Quit whining! In-state students are already taking taxpayers for a ride

· Jul 11, 2001 Tweet

In campus politics, there are few issues that the student populace truly agrees upon. Housing, tuition and textbook costs are probably the best unifier of student politicians. Rare is the student who will openly lobby the generally vague idea of raising his own costs. Self-interest, as it often does in political motivations, again drives this issue.

The debate over tuition generally revolves around two arguments. The first is the access to higher education, wherein all are entitled to an education. The second is in-state retention of educated persons. I suggest that there are oversights in both of these arguments.

If the primary goal of the University were to remain affordable to students, and if higher education were truly a right, then there would seem to be no reason to believe that a college education at a state institution could not be free. However, as college students should know already, nothing is truly free.

When the folks over at UW’s statewide student government, United Council, and other para-university organizations demand lower tuition, I doubt that they are asking for higher education funds to be drained into student’s personal pockets. Instead, they are asking for the working men and women of the state of Wisconsin to “pay their fair share” to send students to college.

It is consistently shown that college educated persons have higher earning power and are more likely to hold positions of authority upon graduation. A significant portion of Wisconsin taxpayers are not college educated. From their perspective, they are being asked to pay for a financial and power imbalance of which they are on the light side. In other words, it would appear many Wisconsin workers are being asked to subsidize the cost of making themselves less marketable and profitable in relation to their peers.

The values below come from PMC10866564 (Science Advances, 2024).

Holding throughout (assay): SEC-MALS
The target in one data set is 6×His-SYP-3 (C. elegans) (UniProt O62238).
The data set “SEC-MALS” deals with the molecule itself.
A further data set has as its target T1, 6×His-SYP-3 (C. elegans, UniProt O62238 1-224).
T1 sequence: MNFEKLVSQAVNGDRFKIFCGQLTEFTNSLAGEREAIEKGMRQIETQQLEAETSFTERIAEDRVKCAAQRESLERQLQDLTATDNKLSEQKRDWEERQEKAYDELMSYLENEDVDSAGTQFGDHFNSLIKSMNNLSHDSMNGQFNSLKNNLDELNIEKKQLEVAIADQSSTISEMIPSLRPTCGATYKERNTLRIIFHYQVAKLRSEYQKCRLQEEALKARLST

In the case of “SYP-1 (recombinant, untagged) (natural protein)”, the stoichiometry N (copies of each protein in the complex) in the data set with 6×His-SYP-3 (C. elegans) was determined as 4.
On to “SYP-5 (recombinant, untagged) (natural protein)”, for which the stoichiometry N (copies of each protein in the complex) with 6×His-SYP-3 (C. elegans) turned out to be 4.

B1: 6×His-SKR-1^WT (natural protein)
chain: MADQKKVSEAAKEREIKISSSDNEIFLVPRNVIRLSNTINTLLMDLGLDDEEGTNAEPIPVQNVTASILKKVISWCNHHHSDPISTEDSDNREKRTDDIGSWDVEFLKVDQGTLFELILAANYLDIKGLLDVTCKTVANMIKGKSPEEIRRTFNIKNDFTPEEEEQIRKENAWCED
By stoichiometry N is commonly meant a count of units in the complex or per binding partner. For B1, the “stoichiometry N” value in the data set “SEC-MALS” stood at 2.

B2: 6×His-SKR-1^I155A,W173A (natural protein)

Fortunately for them, much of the state’s new top talent will not stay to compete in Wisconsin. Of course, this is not the ideal situation
either. It is said that education is an investment in the future. If that is the case, perhaps the Wisconsin tax form should read “Forward(ed to Illinois).”

The educated people are not leaving the state to spite Wisconsin or the millions of taxpayers that subsidized their education. No, once again, for self-interest, these people want high paying jobs. It is not my intention to scare anyone, but there is not an abundance of great paying jobs in Wisconsin.

The cost of doing business in the state is a major contributing factor to this lack of jobs. A contributing factor to doing business is paying the state government for doing business there. A contributing factor to the tax levy state governments charge is subsidization of higher education costs.

Am I asking in-state students to be ashamed of themselves for their shortsightedness and selfishness? Not necessarily. On the bright side, students wanting others to pay for their tuition probably comprise one of the least disgusting special interests in Madison with their hands out.

— Jorgensen is a former chair of the Student Services Finance Committee. He can be contacted at [email protected]


This article was published Jul 11, 2001 at 12:00 pm and last updated Jul 11, 2001 at 12:00 pm


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